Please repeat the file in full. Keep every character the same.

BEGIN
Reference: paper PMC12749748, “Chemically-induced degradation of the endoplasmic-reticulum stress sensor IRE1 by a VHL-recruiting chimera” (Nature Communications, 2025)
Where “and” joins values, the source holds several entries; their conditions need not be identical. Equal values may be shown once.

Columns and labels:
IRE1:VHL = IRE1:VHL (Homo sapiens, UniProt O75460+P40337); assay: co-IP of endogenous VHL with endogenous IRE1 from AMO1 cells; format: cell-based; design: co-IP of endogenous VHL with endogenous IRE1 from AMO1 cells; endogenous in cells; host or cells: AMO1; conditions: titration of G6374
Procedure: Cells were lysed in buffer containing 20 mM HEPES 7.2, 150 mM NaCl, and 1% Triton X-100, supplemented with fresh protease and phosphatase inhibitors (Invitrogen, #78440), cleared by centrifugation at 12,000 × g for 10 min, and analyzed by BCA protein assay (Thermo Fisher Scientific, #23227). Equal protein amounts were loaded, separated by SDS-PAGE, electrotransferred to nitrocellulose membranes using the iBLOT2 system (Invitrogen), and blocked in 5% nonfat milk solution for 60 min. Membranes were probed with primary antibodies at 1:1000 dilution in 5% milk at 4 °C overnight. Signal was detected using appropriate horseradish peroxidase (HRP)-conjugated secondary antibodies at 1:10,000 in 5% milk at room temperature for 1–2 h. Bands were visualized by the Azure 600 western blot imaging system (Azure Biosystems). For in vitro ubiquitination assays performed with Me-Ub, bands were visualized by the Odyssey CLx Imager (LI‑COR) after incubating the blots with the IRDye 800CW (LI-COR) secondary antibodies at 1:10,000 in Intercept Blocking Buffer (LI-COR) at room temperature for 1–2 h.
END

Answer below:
Reference: paper PMC12749748, “Chemically-induced degradation of the endoplasmic-reticulum stress sensor IRE1 by a VHL-recruiting chimera” (Nature Communications, 2025)
Where “and” joins values, the source holds several entries; their conditions need not be identical. Equal values may be shown once.

Columns and labels:
IRE1:VHL = IRE1:VHL (Homo sapiens, UniProt O75460+P40337); assay: co-IP of endogenous VHL with endogenous IRE1 from AMO1 cells; format: cell-based; design: co-IP of endogenous VHL with endogenous IRE1 from AMO1 cells; endogenous in cells; host or cells: AMO1; conditions: titration of G6374
Procedure: Cells were lysed in buffer containing 20 mM HEPES 7.2, 150 mM NaCl, and 1% Triton X-100, supplemented with fresh protease and phosphatase inhibitors (Invitrogen, #78440), cleared by centrifugation at 12,000 × g for 10 min, and analyzed by BCA protein assay (Thermo Fisher Scientific, #23227). Equal protein amounts were loaded, separated by SDS-PAGE, electrotransferred to nitrocellulose membranes using the iBLOT2 system (Invitrogen), and blocked in 5% nonfat milk solution for 60 min. Membranes were probed with primary antibodies at 1:1000 dilution in 5% milk at 4 °C overnight. Signal was detected using appropriate horseradish peroxidase (HRP)-conjugated secondary antibodies at 1:10,000 in 5% milk at room temperature for 1–2 h. Bands were visualized by the Azure 600 western blot imaging system (Azure Biosystems). For in vitro ubiquitination assays performed with Me-Ub, bands were visualized by the Odyssey CLx Imager (LI‑COR) after incubating the blots with the IRDye 800CW (LI-COR) secondary antibodies at 1:10,000 in Intercept Blocking Buffer (LI-COR) at room temperature for 1–2 h.